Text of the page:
When you think of Stevie Wonder’s legendary career, what chart-toppers come to mind? “Superstition,” right? Maybe “I Wish”? Okay, but what about the start of his career, on the Motown of the ’60s? You may not know that Wonder had only one Hot 100 No. 1 in his first decade—as “Little” Stevie Wonder—and it was truly exceptional, as in bizarre: a semi-improvised live recording of a “12 Year-Old Genius” refusing to leave a Chicago stage and say goodnight. Here’s the story of “Fingertips, Part 2,” and the years that launched a true pop icon. Wonder’s imperial run of classic, chart-topping, Grammy-dominating ’70s albums had their seeds in the joyous virtuosity, and fierce independence, on display in his very first hit. Email: firstname.lastname@example.org Learn more about your ad choices. Visit megaphone.fm/adchoices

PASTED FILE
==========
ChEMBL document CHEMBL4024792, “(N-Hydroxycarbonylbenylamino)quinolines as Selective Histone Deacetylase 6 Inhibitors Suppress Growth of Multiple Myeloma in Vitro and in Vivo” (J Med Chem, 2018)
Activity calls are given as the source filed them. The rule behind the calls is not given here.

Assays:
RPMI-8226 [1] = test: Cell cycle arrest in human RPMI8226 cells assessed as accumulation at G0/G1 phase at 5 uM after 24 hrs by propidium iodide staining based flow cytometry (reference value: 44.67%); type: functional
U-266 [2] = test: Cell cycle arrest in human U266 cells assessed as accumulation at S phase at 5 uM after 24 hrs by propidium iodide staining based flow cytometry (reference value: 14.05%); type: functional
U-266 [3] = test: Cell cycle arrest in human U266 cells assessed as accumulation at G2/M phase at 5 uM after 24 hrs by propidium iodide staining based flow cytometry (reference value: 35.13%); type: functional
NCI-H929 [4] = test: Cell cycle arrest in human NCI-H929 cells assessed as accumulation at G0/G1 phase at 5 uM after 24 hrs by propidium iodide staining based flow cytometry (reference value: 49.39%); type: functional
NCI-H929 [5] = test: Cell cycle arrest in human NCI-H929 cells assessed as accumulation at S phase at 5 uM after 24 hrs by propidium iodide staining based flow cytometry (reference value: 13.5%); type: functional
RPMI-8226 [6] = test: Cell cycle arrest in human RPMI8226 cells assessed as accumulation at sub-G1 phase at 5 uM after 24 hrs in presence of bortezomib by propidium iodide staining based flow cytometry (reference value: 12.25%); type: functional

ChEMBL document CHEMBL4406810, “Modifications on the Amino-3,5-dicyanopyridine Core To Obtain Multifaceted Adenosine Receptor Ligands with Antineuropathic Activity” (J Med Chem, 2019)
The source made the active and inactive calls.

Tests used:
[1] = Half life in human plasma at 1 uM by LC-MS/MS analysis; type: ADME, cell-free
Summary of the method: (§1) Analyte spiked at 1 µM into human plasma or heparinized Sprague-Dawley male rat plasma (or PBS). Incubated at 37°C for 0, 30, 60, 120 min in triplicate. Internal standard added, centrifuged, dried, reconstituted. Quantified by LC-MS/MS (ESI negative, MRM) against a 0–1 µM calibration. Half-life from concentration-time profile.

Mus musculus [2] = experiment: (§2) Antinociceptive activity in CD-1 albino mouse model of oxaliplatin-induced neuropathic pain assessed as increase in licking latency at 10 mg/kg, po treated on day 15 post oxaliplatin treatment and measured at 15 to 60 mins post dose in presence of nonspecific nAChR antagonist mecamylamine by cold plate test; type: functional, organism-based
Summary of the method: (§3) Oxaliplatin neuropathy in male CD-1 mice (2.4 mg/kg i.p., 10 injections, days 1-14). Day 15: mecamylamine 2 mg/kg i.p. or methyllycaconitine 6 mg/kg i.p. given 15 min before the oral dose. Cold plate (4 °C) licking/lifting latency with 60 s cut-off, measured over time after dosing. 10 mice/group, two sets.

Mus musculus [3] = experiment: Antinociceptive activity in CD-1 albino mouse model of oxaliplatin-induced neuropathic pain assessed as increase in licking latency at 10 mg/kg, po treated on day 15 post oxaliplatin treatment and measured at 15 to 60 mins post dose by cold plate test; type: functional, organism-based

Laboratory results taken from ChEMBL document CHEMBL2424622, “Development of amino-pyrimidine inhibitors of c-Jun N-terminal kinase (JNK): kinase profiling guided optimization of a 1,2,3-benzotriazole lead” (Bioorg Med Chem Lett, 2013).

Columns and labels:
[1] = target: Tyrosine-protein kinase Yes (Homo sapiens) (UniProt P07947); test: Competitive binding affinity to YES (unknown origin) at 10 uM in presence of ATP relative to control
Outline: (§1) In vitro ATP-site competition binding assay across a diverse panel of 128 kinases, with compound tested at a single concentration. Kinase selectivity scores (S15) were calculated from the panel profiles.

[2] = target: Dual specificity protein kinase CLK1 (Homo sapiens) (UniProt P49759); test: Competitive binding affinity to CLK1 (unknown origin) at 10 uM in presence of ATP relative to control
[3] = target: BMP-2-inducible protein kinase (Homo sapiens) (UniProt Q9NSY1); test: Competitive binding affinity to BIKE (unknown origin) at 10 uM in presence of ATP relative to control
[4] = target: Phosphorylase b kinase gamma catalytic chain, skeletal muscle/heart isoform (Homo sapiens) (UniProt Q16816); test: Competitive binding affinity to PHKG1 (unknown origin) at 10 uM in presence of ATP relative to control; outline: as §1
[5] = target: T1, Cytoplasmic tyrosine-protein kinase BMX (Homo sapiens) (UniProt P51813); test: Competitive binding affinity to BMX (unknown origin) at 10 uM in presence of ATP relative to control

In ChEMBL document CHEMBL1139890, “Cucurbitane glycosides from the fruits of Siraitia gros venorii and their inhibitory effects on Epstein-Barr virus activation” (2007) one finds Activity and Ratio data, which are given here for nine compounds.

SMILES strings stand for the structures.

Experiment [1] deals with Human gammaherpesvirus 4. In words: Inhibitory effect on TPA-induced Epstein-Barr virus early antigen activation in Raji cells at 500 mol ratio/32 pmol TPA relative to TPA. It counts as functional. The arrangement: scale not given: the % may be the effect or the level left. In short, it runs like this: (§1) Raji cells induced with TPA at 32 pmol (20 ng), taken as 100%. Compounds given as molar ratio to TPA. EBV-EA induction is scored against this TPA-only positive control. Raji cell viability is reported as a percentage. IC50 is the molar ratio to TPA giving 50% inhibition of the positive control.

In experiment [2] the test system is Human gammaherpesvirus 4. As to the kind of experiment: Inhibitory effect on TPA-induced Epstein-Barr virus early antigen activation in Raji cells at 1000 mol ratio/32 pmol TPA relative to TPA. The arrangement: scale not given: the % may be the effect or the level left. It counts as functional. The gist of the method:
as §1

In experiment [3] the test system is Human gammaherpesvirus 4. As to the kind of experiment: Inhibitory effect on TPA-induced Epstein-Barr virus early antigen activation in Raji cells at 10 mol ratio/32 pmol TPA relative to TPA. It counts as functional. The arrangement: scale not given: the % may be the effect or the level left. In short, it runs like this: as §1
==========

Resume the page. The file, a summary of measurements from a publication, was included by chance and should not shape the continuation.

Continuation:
What makes a song a smash? Talent? Luck? Timing? All that—and more. Chris Molanphy, pop-chart analyst and author of Slate’s “Why Is This Song No. 1?” series, tells tales from a half-century of chart history. Through storytelling, trivia and song snippets, Chris dissects how that song you love—or hate—dominated the airwaves, made its way to the top of the charts and shaped your memories forever.